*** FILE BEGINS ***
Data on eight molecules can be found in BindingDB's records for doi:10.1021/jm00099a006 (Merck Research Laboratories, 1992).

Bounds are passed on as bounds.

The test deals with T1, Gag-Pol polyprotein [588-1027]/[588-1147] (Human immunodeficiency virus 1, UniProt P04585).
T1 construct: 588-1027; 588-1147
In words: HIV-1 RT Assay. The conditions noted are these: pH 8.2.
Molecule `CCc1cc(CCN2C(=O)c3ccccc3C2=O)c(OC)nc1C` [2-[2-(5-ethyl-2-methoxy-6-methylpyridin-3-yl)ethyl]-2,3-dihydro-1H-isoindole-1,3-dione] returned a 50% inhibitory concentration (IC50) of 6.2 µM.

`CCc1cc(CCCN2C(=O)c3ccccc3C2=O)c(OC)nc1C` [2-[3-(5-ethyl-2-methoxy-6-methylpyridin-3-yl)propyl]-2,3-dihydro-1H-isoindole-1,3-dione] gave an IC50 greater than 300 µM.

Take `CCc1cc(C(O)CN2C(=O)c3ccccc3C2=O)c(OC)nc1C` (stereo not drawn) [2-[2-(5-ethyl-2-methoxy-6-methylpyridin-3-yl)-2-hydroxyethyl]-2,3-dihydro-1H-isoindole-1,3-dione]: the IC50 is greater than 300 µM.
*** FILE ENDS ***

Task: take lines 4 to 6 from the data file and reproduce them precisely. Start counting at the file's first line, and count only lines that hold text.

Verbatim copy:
T1 construct: 588-1027; 588-1147
In words: HIV-1 RT Assay. The conditions noted are these: pH 8.2.
Molecule `CCc1cc(CCN2C(=O)c3ccccc3C2=O)c(OC)nc1C` [2-[2-(5-ethyl-2-methoxy-6-methylpyridin-3-yl)ethyl]-2,3-dihydro-1H-isoindole-1,3-dione] returned a 50% inhibitory concentration (IC50) of 6.2 µM.